Kalendarium humanæ vitæ. The Kalender of mans life.
Kalendarium humanæ vitæ. The Kalender of mans life.
Kalendarium humanæ vitæ. The Kalender of mans life.

Kalendarium humanæ vitæ. The Kalender of mans life. London: for William Hope, 1638.

8vo (142 x 91 mm). [152] pp. (plus 2 extra leaves). Final blank removed. Engraved title by George Glover, 16 full-page emblematic woodcuts, the oval emblems set within repeating ornamental cartouches (using 3 series of blocks), with inset letterpress Latin and English captions; typographical ornaments, woodcut factotum initials. This copy with duplicates of leaves B2 and H5 in the two states. Farley’s poems in Latin and English, in italic and roman types respectively. Signature and catchword on E2r shaved. Modern polished calf, gilt edges (joints and extremities a bit rubbed, scratch to upper cover). Provenance: contemporary partly deleted signature Charles on Imprimatur page at end; a Latin poem (with a word of Greek) on King Charles of England, with its English translation opposite, in another contemporary hand on the final page opening, one line and the writer’s signature unfortunately cropped; Richard Holmden, armorial bookplate; Robert S. Pirie, bookplate (acquired from Quaritch in 1997), sale Sotheby’s NY, 2 Dec. 2015.***

only edition of a delightful bilingual emblem book by a Scottish poet of whom little is known. Farley’s Neolatin poems on the seasons and months are accompanied by his own English translations in iambic pentameters, and illustrated with a series of well-made original woodcut emblems. Farley’s single other major work, the Lychnocausia, also a Latin-English emblem book, appeared the same year. He dedicated both editions to Robert Carr, 1st Earl of Somerset.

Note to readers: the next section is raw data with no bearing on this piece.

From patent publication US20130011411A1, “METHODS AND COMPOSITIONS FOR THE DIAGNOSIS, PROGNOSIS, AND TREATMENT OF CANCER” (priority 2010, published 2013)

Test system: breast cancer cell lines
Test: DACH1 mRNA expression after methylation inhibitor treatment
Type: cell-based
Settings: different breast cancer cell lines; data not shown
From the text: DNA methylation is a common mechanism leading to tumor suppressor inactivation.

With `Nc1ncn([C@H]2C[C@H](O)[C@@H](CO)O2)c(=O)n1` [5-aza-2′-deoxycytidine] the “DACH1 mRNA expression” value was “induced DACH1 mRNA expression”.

The engraved title includes five circular emblems, one for each season and a memento mori, with a letterpress explanation bound opposite (A1v). The months are arranged by season, starting with spring and March, symbolizing man’s birth; this parallel with the Life of Man continues to winter, or death; this final section concludes with a series of hymns, or “Epitaphs on the Dead.”

Praz remarks on the rarity of English emblem books, most of which never saw a second edition: “This literary genre, on the whole, did not flourish in England, and this is the more surprising in as far as English seventeenth-century poetry abounds in conceits, and, on the other hand, the greatest collectors of emblem books were later found in England” (p. 157).

Quire B of this copy is in the uncorrected state, with the English caption on B2r reading “I dig a grave”, and quire H in the corrected state, with English caption on H5r “I enjoy my fruites”; bound in are an additional copy of leaf B2 in the corrected state (”I dig the ground”) and H5 in the uncorrected state (”Injoy my fruites”). An English reader has supplied his own additional Latin and English poem at the end.

There are about 15 copies of this edition in US libraries, but it is scarce in the trade. Not in the Princeton collection. ESTC S101880; STC (2nd ed.), 10693; Pforzheimer 362B; Grolier Club, Wither to Prior, 351; Praz, Studies in Seventeenth-Century Imagery, 157 & 332. Item #2772

Price: $5,500.00

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